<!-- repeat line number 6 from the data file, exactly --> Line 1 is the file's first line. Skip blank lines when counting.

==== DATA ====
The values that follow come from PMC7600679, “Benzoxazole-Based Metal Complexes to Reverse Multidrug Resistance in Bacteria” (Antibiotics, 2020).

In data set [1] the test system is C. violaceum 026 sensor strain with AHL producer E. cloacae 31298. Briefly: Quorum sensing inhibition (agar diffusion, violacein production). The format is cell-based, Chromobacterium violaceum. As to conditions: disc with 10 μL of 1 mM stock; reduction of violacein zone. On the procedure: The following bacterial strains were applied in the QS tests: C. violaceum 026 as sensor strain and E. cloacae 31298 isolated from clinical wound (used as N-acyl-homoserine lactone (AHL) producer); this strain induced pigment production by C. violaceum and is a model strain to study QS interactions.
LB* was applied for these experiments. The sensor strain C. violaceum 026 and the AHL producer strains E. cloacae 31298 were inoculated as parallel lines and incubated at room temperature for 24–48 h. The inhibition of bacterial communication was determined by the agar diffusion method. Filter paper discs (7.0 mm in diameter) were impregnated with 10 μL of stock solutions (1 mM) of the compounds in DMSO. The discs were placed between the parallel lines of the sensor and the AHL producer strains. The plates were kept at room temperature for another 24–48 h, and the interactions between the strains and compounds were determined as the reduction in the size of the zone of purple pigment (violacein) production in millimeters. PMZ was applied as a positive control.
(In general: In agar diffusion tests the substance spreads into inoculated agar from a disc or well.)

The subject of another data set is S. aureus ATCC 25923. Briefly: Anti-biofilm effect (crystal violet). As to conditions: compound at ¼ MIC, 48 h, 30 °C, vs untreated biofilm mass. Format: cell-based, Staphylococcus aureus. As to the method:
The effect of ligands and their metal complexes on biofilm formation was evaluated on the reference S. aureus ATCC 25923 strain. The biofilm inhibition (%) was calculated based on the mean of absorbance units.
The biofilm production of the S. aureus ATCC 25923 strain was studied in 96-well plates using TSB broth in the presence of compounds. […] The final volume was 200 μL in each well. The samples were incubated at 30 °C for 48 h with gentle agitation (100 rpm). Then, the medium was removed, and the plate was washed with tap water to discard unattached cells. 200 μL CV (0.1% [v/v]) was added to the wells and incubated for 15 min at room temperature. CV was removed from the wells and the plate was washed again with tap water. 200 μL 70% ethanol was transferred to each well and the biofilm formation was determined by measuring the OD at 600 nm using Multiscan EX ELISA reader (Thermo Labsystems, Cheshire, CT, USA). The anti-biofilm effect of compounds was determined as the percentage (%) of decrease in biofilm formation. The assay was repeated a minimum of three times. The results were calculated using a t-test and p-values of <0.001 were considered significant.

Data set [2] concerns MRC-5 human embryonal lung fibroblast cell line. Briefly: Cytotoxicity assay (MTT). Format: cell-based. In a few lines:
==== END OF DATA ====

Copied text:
The effect of ligands and their metal complexes on biofilm formation was evaluated on the reference S. aureus ATCC 25923 strain. The biofilm inhibition (%) was calculated based on the mean of absorbance units.